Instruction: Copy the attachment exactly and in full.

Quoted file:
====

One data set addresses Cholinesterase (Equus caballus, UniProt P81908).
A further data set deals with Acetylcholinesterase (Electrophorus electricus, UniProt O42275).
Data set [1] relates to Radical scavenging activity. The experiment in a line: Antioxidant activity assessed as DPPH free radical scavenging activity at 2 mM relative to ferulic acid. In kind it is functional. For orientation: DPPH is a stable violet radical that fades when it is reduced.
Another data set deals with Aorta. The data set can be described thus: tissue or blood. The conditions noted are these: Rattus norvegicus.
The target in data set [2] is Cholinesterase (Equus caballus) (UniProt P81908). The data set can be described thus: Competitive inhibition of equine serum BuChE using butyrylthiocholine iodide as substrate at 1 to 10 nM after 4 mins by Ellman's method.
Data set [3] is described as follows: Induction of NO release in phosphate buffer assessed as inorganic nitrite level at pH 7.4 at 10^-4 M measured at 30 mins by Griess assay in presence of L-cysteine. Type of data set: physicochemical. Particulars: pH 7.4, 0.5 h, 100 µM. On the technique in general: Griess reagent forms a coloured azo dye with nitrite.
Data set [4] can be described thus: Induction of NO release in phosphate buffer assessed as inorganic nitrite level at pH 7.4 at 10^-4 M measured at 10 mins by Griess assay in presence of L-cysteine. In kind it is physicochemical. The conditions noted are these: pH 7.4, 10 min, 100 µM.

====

One data set addresses Cholinesterase (Equus caballus, UniProt P81908).
A further data set deals with Acetylcholinesterase (Electrophorus electricus, UniProt O42275).
Data set [1] relates to Radical scavenging activity. The experiment in a line: Antioxidant activity assessed as DPPH free radical scavenging activity at 2 mM relative to ferulic acid. In kind it is functional. For orientation: DPPH is a stable violet radical that fades when it is reduced.
Another data set deals with Aorta. The data set can be described thus: tissue or blood. The conditions noted are these: Rattus norvegicus.
The target in data set [2] is Cholinesterase (Equus caballus) (UniProt P81908). The data set can be described thus: Competitive inhibition of equine serum BuChE using butyrylthiocholine iodide as substrate at 1 to 10 nM after 4 mins by Ellman's method.
Data set [3] is described as follows: Induction of NO release in phosphate buffer assessed as inorganic nitrite level at pH 7.4 at 10^-4 M measured at 30 mins by Griess assay in presence of L-cysteine. Type of data set: physicochemical. Particulars: pH 7.4, 0.5 h, 100 µM. On the technique in general: Griess reagent forms a coloured azo dye with nitrite.
Data set [4] can be described thus: Induction of NO release in phosphate buffer assessed as inorganic nitrite level at pH 7.4 at 10^-4 M measured at 10 mins by Griess assay in presence of L-cysteine. In kind it is physicochemical. The conditions noted are these: pH 7.4, 10 min, 100 µM.